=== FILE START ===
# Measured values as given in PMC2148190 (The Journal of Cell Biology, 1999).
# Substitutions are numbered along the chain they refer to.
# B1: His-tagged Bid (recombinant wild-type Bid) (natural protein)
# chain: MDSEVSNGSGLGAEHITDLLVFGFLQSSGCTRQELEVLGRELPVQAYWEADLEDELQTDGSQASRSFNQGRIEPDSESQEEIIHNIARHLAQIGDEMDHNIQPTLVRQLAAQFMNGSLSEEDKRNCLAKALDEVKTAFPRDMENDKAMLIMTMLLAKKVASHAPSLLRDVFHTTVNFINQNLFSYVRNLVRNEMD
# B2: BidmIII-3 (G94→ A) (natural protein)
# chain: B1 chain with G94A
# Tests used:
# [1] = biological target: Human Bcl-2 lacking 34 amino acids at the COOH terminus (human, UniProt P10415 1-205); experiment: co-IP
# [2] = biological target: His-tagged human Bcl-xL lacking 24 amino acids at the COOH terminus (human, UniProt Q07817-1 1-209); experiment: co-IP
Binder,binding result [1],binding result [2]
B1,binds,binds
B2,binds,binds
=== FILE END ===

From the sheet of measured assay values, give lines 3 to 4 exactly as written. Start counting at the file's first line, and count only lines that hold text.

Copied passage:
# B1: His-tagged Bid (recombinant wild-type Bid) (natural protein)
# chain: MDSEVSNGSGLGAEHITDLLVFGFLQSSGCTRQELEVLGRELPVQAYWEADLEDELQTDGSQASRSFNQGRIEPDSESQEEIIHNIARHLAQIGDEMDHNIQPTLVRQLAAQFMNGSLSEEDKRNCLAKALDEVKTAFPRDMENDKAMLIMTMLLAKKVASHAPSLLRDVFHTTVNFINQNLFSYVRNLVRNEMD